'/>"/>

Contact: Elaine Schmidt Haber
ehaber@mednet.ucla.edu
310-794-2272
University of California - Los Angeles
Source:Eurekalert

Related biology news :

1. Turtles Christmas journey tracked by scientists
2. Scientists isolate new antifreeze molecule in Alaska beetle
3. Scientists use nanosensors for first time to measure cancer biomarkers in blood
4. Scripps Research scientists crack mystery of proteins dual function
5. Scientists identify natural anti-cancer defenses
6. Princeton scientists find way to catalog all that goes wrong in a cancer cell
7. The pitch of blue whale songs is declining around the world, scientists discover
8. Stand Up to Cancer funds high-risk/high-reward cancer research by 13 young scientists
9. Scientists discover gene module underlying atherosclerosis development
10. Scientists think killer petunias should join the ranks of carnivorous plants
11. Scientists gain new understanding of disease-causing bacteria
Post Your Comments:
*Name:
*Comment:
*Email:
(Date:4/5/2017)... April 5, 2017 Today HYPR Corp. ... the server component of the HYPR platform is officially ... the end-to-end security architecture that empowers biometric authentication across ... has already secured over 15 million users across the ... of connected home product suites and physical access represent ...
(Date:4/3/2017)... WASHINGTON , April 3, 2017 /PRNewswire-USNewswire/ ... single-cell precision engineering platform, detected a statistically ... cell product prior to treatment and objective ... highlight the potential to predict whether cancer ... prior to treatment, as well as to ...
(Date:3/30/2017)... , March 30, 2017 Trends, opportunities ... (physiological and behavioral), by technology (fingerprint, AFIS, iris recognition, ... recognition, and others), by end use industry (government and ... immigration, financial and banking, and others), and by region ... , Asia Pacific , and ...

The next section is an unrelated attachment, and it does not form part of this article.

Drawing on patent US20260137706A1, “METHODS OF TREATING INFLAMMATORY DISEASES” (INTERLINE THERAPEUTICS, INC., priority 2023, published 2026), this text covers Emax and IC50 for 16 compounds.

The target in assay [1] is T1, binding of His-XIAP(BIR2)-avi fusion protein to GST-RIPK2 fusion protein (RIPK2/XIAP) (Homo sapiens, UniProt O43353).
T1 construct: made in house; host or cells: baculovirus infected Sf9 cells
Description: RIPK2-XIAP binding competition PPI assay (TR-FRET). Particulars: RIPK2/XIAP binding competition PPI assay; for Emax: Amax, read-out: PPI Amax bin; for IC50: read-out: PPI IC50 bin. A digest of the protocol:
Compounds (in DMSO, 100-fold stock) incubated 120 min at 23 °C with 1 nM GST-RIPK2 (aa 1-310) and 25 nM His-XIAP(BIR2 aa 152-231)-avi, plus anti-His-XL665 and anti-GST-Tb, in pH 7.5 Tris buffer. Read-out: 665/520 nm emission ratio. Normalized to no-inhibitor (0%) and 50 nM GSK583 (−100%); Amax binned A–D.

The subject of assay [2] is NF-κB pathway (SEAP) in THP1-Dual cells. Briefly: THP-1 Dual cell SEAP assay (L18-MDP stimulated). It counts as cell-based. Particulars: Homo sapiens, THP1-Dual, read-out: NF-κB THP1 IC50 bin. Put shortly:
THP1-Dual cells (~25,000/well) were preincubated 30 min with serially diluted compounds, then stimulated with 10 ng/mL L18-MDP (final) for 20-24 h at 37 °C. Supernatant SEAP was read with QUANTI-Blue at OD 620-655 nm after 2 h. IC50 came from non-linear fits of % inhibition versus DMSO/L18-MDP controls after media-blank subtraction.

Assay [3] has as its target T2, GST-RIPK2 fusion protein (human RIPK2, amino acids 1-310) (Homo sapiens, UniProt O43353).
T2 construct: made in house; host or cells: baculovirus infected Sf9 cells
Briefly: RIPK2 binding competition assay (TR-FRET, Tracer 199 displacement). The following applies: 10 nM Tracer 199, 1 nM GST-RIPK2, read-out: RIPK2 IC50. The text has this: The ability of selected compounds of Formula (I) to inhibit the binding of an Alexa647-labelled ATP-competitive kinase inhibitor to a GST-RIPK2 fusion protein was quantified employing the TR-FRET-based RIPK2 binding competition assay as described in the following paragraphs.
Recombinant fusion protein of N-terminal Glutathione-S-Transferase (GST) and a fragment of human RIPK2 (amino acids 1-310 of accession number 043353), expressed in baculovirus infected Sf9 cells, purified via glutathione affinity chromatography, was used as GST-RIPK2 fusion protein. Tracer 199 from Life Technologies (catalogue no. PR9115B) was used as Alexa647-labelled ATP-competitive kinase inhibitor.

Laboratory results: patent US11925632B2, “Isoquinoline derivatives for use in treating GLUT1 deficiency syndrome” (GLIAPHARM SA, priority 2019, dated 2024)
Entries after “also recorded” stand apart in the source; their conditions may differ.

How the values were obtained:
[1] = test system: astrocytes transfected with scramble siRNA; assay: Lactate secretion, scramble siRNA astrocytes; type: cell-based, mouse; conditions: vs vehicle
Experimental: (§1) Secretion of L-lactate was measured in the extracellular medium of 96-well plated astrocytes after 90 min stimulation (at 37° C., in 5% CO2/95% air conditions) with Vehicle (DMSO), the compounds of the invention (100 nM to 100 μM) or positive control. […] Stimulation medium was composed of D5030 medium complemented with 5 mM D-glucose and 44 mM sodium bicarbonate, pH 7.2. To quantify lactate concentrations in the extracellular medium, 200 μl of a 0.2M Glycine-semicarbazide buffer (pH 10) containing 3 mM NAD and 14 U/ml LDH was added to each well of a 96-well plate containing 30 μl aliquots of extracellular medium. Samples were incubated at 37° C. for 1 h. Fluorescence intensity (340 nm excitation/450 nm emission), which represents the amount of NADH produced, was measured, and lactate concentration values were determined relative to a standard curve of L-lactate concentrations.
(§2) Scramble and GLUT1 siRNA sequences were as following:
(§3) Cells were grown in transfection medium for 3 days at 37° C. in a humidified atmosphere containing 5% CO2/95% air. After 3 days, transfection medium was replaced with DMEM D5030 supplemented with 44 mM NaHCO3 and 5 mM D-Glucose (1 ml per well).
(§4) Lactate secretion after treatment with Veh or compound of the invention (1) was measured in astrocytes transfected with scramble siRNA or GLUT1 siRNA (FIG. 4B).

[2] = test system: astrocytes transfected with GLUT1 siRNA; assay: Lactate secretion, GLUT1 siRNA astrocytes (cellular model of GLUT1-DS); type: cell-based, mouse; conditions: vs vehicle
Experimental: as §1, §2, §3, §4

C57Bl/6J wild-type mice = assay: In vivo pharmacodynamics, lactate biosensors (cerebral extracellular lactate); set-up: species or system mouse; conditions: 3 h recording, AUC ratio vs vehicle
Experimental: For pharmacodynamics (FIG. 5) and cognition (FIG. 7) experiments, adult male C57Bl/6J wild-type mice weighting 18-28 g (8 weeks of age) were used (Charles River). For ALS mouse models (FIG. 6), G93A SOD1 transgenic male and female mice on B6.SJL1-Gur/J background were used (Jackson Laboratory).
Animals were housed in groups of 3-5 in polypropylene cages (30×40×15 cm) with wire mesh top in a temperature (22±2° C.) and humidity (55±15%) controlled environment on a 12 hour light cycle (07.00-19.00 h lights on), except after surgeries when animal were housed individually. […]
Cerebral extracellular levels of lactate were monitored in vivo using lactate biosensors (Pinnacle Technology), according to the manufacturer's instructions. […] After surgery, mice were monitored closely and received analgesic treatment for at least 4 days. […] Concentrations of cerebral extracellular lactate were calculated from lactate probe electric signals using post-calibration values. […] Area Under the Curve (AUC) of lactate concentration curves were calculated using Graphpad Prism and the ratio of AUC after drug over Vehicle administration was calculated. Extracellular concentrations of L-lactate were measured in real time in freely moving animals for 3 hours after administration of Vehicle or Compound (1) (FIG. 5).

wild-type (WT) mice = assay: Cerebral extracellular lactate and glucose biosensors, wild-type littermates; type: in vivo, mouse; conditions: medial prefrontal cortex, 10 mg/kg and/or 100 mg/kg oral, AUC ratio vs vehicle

Breaking Biology News(10 mins):
(Date:10/10/2017)... ... October 10, 2017 , ... ... (ADC) therapeutics, today confirmed licensing rights that give it exclusive global access ... developed in collaboration with Children’s Hospital Los Angeles (CHLA). Additionally, an ...
(Date:10/10/2017)... SANTA CRUZ, Calif. , Oct. 10, 2017 /PRNewswire/ ... SBIR grant from the NIH to develop RealSeq®-SC (Single ... preparation kit for profiling small RNAs (including microRNAs) from ... Cell Analysis Program highlights the need to accelerate development ... "New techniques for ...
(Date:10/9/2017)... , ... October 09, 2017 , ... The award-winning American ... broadcast first quarter 2018. American Farmer airs Tuesdays at 8:30aET on RFD-TV. , ... faced with the challenge of how to continue to feed a growing nation. At ...
(Date:10/7/2017)... ... October 06, 2017 , ... ... and applications consulting for microscopy and surface analysis, Nanoscience Instruments is now ... Analytical offers a broad range of contract analysis services for advanced applications. ...
Breaking Biology Technology: